Architecture on FilmTuesday 17 November, 6.30pm
A unique film equal parts fiction and documentary, London captures the capital in a portrait of sly wit and surreal insight, at a moment of disenchantment before Cool Britannia and the Millenium Bridge. The film’s two wandering flâneurs see Rimbaud in Canary Wharf, and egalitarianism in the Routemaster bus, as they meander, on foot and in the imagination, through tableaux of a decaying city that never had the revolution it deserved. In this vital piece of cinema from ex-architect Keiller 18th century romanticism collides with contemporary urban alienation, in an experimental travelogue narrated by Paul Scofield.
UK, 1994, Dir Patrick Keiller, 85 min
We are delighted to present Patrick Keiller, director of London, in conversation with Joe Kerr, Critical & Historical Studies, Royal College of Art, following the screenings.
The capital and capitalism collide in celebrated artists Relph and Payne’s
first film – an acerbic musing on “a city so assured of its brilliance
that it constantly forgets to do anything noteworthy,” at the
fin-de-siècle. Described by critic Jerry Saltz as “a love song to their
native London… sung in the key of spleen,” this short film offers a
generational response to Keiller’s London, in its charting of the
city’s continuation of disorderly ‘pack-donkey’ urban chaos.
UK, 1999, Dir Oliver Payne and Nick Relph, 23 min. Courtesy Herald St, London and Gavin Brown's Enterprise, NYC
Programme Notes by Joe Kerr
Even the very recent past is a different country in a metropolis as restless and relentless as London. These two powerful and evocative portraits of the city, released in 1994 and 1999 respectively, are close enough in time to each other to be recognisably about the same place, but are far enough away from our here-and-now as to represent somewhere altogether different from the city that surrounds us as we sit here watching them. It’s not that we don’t know the subjects and the objects of these films; far from it, we instantly recognise the places exposed to us, and the people who inhabit them, it’s just that we don’t live there anymore. This is after all the London of another century.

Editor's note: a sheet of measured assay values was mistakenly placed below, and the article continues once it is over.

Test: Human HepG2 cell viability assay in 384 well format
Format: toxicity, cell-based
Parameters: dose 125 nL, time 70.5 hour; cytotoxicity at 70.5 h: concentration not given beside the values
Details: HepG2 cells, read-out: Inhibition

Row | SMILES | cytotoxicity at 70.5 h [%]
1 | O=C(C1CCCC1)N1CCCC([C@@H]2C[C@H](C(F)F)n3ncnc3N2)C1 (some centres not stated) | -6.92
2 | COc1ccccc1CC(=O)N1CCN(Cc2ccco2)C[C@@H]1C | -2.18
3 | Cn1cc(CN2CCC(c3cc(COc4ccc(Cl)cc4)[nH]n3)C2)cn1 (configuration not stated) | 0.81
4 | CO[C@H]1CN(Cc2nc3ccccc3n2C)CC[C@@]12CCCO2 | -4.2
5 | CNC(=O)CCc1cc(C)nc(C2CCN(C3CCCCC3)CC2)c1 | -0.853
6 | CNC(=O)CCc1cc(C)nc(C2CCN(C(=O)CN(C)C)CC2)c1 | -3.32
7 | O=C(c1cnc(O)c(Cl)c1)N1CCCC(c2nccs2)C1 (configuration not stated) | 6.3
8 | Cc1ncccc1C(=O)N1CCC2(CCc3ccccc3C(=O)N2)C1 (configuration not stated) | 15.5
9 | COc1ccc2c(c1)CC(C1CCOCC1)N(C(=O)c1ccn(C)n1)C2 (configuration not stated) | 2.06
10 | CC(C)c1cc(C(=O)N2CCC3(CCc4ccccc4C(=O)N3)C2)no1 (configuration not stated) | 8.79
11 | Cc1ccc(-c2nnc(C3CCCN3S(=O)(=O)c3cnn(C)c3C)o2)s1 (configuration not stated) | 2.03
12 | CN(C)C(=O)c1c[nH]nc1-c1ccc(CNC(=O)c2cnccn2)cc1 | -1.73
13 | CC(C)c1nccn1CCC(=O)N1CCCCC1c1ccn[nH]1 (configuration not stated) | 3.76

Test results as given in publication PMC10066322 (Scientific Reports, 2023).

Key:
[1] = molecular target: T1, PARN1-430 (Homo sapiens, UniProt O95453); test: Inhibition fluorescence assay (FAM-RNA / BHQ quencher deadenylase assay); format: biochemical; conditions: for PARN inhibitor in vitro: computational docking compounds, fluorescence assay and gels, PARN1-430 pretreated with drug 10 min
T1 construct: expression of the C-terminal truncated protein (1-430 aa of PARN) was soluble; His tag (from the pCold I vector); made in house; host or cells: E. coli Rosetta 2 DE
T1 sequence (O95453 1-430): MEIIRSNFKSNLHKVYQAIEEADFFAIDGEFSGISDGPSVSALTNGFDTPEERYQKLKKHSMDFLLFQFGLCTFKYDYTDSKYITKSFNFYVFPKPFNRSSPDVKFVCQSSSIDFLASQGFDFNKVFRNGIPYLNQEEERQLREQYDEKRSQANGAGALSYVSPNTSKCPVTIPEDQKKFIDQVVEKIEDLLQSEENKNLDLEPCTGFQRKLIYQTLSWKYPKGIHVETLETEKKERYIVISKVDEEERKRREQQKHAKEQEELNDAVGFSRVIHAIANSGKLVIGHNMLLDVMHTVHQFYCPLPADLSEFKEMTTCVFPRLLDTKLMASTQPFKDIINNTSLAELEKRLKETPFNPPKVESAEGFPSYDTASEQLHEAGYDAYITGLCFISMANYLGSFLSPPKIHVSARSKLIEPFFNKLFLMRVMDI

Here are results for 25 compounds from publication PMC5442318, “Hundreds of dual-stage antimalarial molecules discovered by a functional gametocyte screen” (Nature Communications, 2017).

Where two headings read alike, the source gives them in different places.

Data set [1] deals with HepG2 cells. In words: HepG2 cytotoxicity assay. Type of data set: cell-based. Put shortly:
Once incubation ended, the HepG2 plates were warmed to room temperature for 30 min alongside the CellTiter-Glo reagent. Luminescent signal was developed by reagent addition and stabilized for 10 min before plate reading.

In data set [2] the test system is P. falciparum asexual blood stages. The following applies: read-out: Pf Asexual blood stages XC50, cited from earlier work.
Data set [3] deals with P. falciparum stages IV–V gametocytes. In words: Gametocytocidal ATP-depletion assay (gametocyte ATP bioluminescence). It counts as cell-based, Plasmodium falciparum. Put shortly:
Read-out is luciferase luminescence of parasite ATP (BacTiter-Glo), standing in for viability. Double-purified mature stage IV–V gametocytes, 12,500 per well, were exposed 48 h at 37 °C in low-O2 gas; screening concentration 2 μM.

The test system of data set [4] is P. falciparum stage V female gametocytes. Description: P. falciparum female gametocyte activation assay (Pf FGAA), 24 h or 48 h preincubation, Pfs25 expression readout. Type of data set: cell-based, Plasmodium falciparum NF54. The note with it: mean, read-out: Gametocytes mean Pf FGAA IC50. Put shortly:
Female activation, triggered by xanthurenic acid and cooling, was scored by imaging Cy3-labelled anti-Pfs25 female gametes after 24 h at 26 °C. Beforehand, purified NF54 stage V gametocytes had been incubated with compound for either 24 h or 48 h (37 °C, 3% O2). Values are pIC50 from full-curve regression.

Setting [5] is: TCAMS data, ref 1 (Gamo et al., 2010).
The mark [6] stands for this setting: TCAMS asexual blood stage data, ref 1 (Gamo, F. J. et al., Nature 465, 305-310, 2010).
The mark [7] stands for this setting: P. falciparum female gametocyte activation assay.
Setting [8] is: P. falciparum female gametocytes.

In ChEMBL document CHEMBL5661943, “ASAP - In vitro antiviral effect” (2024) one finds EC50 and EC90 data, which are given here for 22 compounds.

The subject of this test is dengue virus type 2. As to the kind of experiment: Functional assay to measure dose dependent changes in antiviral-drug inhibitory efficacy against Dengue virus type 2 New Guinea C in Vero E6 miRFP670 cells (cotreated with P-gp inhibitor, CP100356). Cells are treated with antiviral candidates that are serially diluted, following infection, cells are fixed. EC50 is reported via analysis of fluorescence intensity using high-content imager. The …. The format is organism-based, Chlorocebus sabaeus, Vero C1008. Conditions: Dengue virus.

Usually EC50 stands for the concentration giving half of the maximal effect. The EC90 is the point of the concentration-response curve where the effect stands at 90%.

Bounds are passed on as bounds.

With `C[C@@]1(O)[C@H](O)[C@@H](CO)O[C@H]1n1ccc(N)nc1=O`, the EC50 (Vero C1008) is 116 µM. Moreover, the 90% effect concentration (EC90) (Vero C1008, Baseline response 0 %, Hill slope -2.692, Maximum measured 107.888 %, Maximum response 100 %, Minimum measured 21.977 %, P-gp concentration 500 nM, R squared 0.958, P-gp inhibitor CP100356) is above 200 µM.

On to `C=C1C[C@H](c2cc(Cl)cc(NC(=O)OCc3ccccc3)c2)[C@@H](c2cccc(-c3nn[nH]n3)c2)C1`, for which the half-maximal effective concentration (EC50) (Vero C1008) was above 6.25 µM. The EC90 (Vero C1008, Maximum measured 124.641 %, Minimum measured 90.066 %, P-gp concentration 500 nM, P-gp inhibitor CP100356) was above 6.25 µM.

It may be that these films always created a slightly disconcerting sense of dislocation, right from the moment they were first viewed, for both seem to infect the clarity and certainty of familiar locales and situations with the indeterminacy and illogicality of dreams and memories, but it’s impossible to remember with any certainty how one viewed them in the past. It seems probable though that as time passes, their documentary significance must inevitably diminish in favour of their poetic qualities, and that this process can only enrich our appreciation of them as films.
There’s a discernable logic to screening Driftwood and London together, not just because of their subject matter and date, but because Oliver Payne and Nick Relph who made the former, acknowledge a debt to Patrick Keiller who made the latter. What that debt might be is slightly harder to unpick, largely because in style and tone they are distinctly different. What they do definitely share is an intellectual and theoretical engagement not only with the subject matter of the city, but also with how that subject might be represented filmically. Indeed, both films are clearly infomed by the contemporary flowering of that strand of urban theory that seeks subjective techniques for engaging with the everyday life of the city; both view London with the tight focus of the engaged and active citizen who inhabits the city and not with the long lens of the technocrat or the politician who rules it at a distance.
However, it is more interesting and more useful to consider what sets these two works apart rather than to dwell on ostensible similarities that shed little light on either project. One intriguing difference is the subtle change in mood that happened in the last decade of fin-de-siècle London. For Keiller’s London, scripted and shot some time before the end of 18 years of unbroken Tory rule, seems in retrospect to be shot through with the same sense of pessimism and uncertainty about the future that can be found in other contemporary commentators such as Roy Porter, who labelled the London of 1994 an “irrelevance”. In dramatic contrast, Driftwood can be read as a testament to the passion aroused by the newly-elected Blair government, not because it praises the city uncritically which it most certainly doesn’t, but because its righteous anger implies that it is still worth fighting for the soul of this decaying metropolis.
Ultimately though, the significant division between these two works is a generational one, the telling differences manifested in tone and mood rather than content. For London on the one hand offers up no clear certainties and preaches no obvious polemical intent. Its slow pace and measured commentary raises a multitude of questions about the condition of London, and offers no answers. By contrast the righteous anger of the younger filmmakers is manifest in Driftwood, which was their first collaboration. Its restless editing and authoritative narration offer the viewer a coherent and unequivocal vision that stimulates and provokes but allows for no ambiguity. One’s own response to the two pieces is equally likely to be conditioned by a generational perspective. It remains to be seen which one will offer more insights into the London of the late twentieth century when even more time separates us from the era that they portray.
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